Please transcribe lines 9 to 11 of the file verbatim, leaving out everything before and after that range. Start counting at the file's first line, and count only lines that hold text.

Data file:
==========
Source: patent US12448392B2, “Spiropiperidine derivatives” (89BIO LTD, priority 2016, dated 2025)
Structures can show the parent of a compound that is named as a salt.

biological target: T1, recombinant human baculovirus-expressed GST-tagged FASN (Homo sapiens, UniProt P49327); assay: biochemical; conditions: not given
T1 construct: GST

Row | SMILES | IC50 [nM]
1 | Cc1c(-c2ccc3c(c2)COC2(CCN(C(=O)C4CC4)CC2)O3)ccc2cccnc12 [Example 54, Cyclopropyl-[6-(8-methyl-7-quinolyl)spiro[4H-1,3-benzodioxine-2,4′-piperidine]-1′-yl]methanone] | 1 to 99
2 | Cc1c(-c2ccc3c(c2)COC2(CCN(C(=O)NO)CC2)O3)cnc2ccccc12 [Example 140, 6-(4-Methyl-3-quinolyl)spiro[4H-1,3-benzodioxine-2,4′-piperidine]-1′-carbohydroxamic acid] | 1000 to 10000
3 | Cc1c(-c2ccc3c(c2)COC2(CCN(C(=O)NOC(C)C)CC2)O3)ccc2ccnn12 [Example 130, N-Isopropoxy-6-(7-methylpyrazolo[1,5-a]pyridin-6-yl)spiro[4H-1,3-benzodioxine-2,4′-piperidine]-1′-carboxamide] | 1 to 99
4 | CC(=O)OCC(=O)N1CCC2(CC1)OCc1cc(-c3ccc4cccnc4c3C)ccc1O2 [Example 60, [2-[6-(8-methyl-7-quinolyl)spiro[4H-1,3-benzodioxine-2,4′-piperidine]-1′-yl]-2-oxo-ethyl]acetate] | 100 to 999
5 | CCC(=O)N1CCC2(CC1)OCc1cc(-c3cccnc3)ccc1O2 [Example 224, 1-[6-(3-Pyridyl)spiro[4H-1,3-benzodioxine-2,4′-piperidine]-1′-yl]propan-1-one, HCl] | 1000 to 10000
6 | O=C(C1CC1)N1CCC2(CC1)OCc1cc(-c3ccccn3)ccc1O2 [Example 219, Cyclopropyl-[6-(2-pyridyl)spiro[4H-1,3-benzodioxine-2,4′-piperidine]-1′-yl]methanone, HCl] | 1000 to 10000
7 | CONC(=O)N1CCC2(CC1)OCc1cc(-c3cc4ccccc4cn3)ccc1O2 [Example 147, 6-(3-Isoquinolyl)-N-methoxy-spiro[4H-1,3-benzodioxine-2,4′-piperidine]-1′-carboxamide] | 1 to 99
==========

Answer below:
4 | CC(=O)OCC(=O)N1CCC2(CC1)OCc1cc(-c3ccc4cccnc4c3C)ccc1O2 [Example 60, [2-[6-(8-methyl-7-quinolyl)spiro[4H-1,3-benzodioxine-2,4′-piperidine]-1′-yl]-2-oxo-ethyl]acetate] | 100 to 999
5 | CCC(=O)N1CCC2(CC1)OCc1cc(-c3cccnc3)ccc1O2 [Example 224, 1-[6-(3-Pyridyl)spiro[4H-1,3-benzodioxine-2,4′-piperidine]-1′-yl]propan-1-one, HCl] | 1000 to 10000
6 | O=C(C1CC1)N1CCC2(CC1)OCc1cc(-c3ccccn3)ccc1O2 [Example 219, Cyclopropyl-[6-(2-pyridyl)spiro[4H-1,3-benzodioxine-2,4′-piperidine]-1′-yl]methanone, HCl] | 1000 to 10000